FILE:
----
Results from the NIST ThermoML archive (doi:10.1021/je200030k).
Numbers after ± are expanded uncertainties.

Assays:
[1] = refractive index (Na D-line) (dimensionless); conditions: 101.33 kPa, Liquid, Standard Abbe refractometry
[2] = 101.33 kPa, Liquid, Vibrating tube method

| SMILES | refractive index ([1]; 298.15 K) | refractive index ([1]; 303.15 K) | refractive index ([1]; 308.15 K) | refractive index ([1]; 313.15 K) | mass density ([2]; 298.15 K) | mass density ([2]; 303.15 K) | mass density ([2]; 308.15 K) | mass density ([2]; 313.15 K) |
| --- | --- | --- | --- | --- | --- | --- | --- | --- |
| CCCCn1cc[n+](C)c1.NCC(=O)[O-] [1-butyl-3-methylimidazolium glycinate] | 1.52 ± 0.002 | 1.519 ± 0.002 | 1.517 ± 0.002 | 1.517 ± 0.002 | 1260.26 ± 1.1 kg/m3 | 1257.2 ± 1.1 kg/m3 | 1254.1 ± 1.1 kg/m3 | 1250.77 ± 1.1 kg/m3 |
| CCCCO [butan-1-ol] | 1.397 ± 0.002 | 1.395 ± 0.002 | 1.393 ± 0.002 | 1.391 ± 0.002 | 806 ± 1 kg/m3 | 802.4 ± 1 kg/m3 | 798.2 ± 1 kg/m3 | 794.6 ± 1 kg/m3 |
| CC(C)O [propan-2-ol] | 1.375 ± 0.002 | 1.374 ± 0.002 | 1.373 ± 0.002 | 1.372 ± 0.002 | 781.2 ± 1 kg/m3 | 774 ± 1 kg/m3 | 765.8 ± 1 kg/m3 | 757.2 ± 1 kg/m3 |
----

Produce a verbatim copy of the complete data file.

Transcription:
Results from the NIST ThermoML archive (doi:10.1021/je200030k).
Numbers after ± are expanded uncertainties.

Assays:
[1] = refractive index (Na D-line) (dimensionless); conditions: 101.33 kPa, Liquid, Standard Abbe refractometry
[2] = 101.33 kPa, Liquid, Vibrating tube method

| SMILES | refractive index ([1]; 298.15 K) | refractive index ([1]; 303.15 K) | refractive index ([1]; 308.15 K) | refractive index ([1]; 313.15 K) | mass density ([2]; 298.15 K) | mass density ([2]; 303.15 K) | mass density ([2]; 308.15 K) | mass density ([2]; 313.15 K) |
| --- | --- | --- | --- | --- | --- | --- | --- | --- |
| CCCCn1cc[n+](C)c1.NCC(=O)[O-] [1-butyl-3-methylimidazolium glycinate] | 1.52 ± 0.002 | 1.519 ± 0.002 | 1.517 ± 0.002 | 1.517 ± 0.002 | 1260.26 ± 1.1 kg/m3 | 1257.2 ± 1.1 kg/m3 | 1254.1 ± 1.1 kg/m3 | 1250.77 ± 1.1 kg/m3 |
| CCCCO [butan-1-ol] | 1.397 ± 0.002 | 1.395 ± 0.002 | 1.393 ± 0.002 | 1.391 ± 0.002 | 806 ± 1 kg/m3 | 802.4 ± 1 kg/m3 | 798.2 ± 1 kg/m3 | 794.6 ± 1 kg/m3 |
| CC(C)O [propan-2-ol] | 1.375 ± 0.002 | 1.374 ± 0.002 | 1.373 ± 0.002 | 1.372 ± 0.002 | 781.2 ± 1 kg/m3 | 774 ± 1 kg/m3 | 765.8 ± 1 kg/m3 | 757.2 ± 1 kg/m3 |